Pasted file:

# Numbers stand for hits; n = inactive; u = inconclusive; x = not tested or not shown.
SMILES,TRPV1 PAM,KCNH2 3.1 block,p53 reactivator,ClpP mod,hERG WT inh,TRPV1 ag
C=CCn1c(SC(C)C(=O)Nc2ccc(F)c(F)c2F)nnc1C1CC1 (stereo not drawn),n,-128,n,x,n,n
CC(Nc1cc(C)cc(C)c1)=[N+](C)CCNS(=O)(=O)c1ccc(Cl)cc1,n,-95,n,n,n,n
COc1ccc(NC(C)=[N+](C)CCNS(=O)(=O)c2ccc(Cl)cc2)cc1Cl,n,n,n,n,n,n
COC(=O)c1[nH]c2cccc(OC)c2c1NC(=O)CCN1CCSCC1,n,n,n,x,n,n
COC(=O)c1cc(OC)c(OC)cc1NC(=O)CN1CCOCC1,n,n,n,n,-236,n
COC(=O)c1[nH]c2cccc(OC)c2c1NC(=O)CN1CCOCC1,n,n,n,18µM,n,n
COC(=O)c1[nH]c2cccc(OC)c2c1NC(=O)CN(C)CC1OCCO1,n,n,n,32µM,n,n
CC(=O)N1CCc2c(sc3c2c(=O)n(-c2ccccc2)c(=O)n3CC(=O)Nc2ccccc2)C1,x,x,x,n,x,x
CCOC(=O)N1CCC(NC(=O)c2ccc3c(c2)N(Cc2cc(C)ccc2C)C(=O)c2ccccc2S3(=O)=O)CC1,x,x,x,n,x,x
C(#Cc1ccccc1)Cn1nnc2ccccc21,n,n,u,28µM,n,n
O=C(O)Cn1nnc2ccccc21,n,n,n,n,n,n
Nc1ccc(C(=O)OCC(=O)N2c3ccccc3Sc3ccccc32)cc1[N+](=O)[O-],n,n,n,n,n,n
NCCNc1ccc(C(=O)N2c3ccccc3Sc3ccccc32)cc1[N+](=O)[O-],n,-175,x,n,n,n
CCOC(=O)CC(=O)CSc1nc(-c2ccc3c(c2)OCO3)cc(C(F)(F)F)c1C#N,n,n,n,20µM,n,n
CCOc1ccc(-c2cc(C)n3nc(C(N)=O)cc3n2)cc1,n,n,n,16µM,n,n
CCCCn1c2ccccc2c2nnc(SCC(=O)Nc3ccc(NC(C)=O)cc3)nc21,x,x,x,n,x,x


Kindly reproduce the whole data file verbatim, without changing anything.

# Numbers stand for hits; n = inactive; u = inconclusive; x = not tested or not shown.
SMILES,TRPV1 PAM,KCNH2 3.1 block,p53 reactivator,ClpP mod,hERG WT inh,TRPV1 ag
C=CCn1c(SC(C)C(=O)Nc2ccc(F)c(F)c2F)nnc1C1CC1 (stereo not drawn),n,-128,n,x,n,n
CC(Nc1cc(C)cc(C)c1)=[N+](C)CCNS(=O)(=O)c1ccc(Cl)cc1,n,-95,n,n,n,n
COc1ccc(NC(C)=[N+](C)CCNS(=O)(=O)c2ccc(Cl)cc2)cc1Cl,n,n,n,n,n,n
COC(=O)c1[nH]c2cccc(OC)c2c1NC(=O)CCN1CCSCC1,n,n,n,x,n,n
COC(=O)c1cc(OC)c(OC)cc1NC(=O)CN1CCOCC1,n,n,n,n,-236,n
COC(=O)c1[nH]c2cccc(OC)c2c1NC(=O)CN1CCOCC1,n,n,n,18µM,n,n
COC(=O)c1[nH]c2cccc(OC)c2c1NC(=O)CN(C)CC1OCCO1,n,n,n,32µM,n,n
CC(=O)N1CCc2c(sc3c2c(=O)n(-c2ccccc2)c(=O)n3CC(=O)Nc2ccccc2)C1,x,x,x,n,x,x
CCOC(=O)N1CCC(NC(=O)c2ccc3c(c2)N(Cc2cc(C)ccc2C)C(=O)c2ccccc2S3(=O)=O)CC1,x,x,x,n,x,x
C(#Cc1ccccc1)Cn1nnc2ccccc21,n,n,u,28µM,n,n
O=C(O)Cn1nnc2ccccc21,n,n,n,n,n,n
Nc1ccc(C(=O)OCC(=O)N2c3ccccc3Sc3ccccc32)cc1[N+](=O)[O-],n,n,n,n,n,n
NCCNc1ccc(C(=O)N2c3ccccc3Sc3ccccc32)cc1[N+](=O)[O-],n,-175,x,n,n,n
CCOC(=O)CC(=O)CSc1nc(-c2ccc3c(c2)OCO3)cc(C(F)(F)F)c1C#N,n,n,n,20µM,n,n
CCOc1ccc(-c2cc(C)n3nc(C(N)=O)cc3n2)cc1,n,n,n,16µM,n,n
CCCCn1c2ccccc2c2nnc(SCC(=O)Nc3ccc(NC(C)=O)cc3)nc21,x,x,x,n,x,x